This is a Guest Post from my son aged 11.
He likes making things. All sorts of things. He has been on my blog before with his Harpoon Pokemon. Today he is here with his paper airplane! (Airplane, aeroplane?)
He calls it the HF400 – seems as good a name for a plane as any if you ask me. Although there is a rumour that all the best planes are named after weather….. Typhoon, Tornado etc, so maybe it should be called the LightDrizzle?
Step 2 – repeat on opposite corner
Step 3 – do a weird pinchy thing
Step 4 – flatten top section, retaining triangular shape
Step 5 – fold the top triangles into the mid-line
Step 6 – fold the bottom of this new section up
Step 7 – and then under
Step 8 – fold in the outside edges creating a sleeker shape
Step 9 – fold in half
Step 10 – fold down each side from about 1cm up from mid-line to create the wings
Step 11 – then fold again to make sleeker
Step 12 – repeat on both sides
Step 13 – make slits into the back of the plane with scissors and push the flaps up
Step 14 – ta da! You should now have made a HF400!
Step 15 – now all you need to do is comment below and tell my boy that he is a genius and that it’s the best darn paper plane you’ve ever flown
This is also my blog post for #passiton
It dawned on me while doing this with him how lucky we are to be carefree enough to be able to spend some free time making paper planes. We can do this because we have home, food, shelter and love. We aren’t worried about illness, our next meal or whether our water is safe to drink.
We are lucky and for that I am grateful.
In January Save the Children launched its most ambitious campaign to date, No Child Born to Die. Every year 8 million children under five die from illnesses we know how to treat or prevent, such as diarrhoea and pneumonia.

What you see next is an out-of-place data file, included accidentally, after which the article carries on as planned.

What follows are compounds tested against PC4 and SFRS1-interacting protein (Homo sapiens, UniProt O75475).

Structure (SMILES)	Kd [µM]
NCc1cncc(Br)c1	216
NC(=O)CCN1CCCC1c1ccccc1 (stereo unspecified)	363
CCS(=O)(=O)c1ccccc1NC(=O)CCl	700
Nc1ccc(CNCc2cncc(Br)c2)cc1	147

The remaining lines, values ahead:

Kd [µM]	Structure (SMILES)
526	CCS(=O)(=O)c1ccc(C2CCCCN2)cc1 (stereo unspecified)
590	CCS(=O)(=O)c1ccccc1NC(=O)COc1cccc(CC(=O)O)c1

Save The Children is focusing on the provision of vaccinations and healthcare workers. In June there is a meeting in London hosted by David Cameron and attended by other world leaders. Save The Children aims to make as much noise as possible to ensure the funding shortfall for vaccinations (4.7 billion) is met by all the donor countries.
If this funding gap is met the vaccines that could then be provided would save the lives of millions of children.
This week 3 bloggers/ vloggers are going to Mozambique to follow the journey of a vaccine from the coldstore in the city right down to a rural community. They will write, make films and tweet about their experiences, the children and families they meet and the challenges of “cold” vaccinations in hot countries.
The bloggers going are diverse, Lindsay Atkin (@Liliesarelike) is a hugely popular YouTuber, Chris Mosler (@christinemosler) is an influential parenting blogger and Tracey Cheetham (@tchee) is a popular political blogger and recently elected councilor.
What YOU can do:
- If you have a blog, pass it on. I was tagged for this by the lovely @Metajugglamum I’m actually not tagging anyone in particular to do this – I want it to be open to anyone to take up the mantle.
- You could get your child to draw a self portrait of themselves now or in the future, write a post about this or another associated thought or experience, then pass this on by tagging other bloggers. The main aim is to stress the point again … and again … that every child has the right to the same priveleges as our own; no mother deserves to lose a child unnecessarily and no child is born to die if there is a means to prevent it. Help spread the word. Thank you.
- Sign the petition
- Love your children, appreciate what you’ve got.